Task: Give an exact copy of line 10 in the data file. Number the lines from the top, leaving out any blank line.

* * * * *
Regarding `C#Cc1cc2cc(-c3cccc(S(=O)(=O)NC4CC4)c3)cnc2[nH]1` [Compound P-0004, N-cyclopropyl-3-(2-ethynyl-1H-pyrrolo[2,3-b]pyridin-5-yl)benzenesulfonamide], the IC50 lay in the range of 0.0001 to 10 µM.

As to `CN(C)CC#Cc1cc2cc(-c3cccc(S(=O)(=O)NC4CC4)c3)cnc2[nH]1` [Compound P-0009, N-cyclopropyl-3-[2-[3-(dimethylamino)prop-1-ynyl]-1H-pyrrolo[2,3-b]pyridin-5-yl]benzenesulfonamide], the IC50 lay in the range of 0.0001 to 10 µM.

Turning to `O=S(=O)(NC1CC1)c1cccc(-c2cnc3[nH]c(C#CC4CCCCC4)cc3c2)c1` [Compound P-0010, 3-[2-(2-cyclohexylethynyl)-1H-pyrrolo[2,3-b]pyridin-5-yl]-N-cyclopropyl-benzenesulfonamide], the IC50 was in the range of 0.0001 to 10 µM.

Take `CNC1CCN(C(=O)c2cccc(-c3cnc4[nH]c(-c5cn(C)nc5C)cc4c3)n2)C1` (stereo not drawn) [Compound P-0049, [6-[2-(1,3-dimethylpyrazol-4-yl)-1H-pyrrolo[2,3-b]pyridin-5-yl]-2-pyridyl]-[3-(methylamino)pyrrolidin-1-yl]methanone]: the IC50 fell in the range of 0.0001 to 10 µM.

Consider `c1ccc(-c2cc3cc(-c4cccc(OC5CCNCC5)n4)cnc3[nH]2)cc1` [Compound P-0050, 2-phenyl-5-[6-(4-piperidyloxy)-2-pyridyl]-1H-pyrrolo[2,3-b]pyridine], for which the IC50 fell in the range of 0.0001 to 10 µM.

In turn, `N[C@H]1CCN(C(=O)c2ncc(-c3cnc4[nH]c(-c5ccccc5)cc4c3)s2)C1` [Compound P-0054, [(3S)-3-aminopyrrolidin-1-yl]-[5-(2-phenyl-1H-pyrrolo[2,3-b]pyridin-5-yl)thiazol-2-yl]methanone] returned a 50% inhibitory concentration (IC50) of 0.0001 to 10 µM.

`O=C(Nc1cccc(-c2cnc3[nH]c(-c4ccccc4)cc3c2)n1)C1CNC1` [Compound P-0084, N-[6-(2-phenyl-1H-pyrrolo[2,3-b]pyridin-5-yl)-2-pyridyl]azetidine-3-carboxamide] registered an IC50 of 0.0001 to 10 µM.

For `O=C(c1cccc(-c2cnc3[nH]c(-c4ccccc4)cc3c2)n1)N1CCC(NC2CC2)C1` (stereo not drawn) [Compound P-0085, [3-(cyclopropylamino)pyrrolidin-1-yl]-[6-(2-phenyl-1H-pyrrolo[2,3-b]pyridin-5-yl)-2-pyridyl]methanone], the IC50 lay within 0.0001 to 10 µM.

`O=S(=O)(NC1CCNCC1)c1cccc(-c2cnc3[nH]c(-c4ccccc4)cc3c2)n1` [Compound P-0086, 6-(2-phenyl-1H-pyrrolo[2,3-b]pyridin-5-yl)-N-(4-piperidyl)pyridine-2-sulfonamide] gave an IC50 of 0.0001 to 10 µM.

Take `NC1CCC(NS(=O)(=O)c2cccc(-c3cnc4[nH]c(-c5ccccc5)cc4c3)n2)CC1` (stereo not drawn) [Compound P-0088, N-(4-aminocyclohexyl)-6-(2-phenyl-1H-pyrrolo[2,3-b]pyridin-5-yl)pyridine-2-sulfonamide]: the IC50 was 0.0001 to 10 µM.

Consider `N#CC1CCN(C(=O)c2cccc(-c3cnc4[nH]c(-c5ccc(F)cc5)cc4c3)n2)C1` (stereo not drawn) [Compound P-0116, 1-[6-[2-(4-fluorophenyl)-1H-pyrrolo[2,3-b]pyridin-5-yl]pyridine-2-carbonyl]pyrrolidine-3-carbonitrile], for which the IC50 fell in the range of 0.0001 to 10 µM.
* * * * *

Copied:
Take `NC1CCC(NS(=O)(=O)c2cccc(-c3cnc4[nH]c(-c5ccccc5)cc4c3)n2)CC1` (stereo not drawn) [Compound P-0088, N-(4-aminocyclohexyl)-6-(2-phenyl-1H-pyrrolo[2,3-b]pyridin-5-yl)pyridine-2-sulfonamide]: the IC50 was 0.0001 to 10 µM.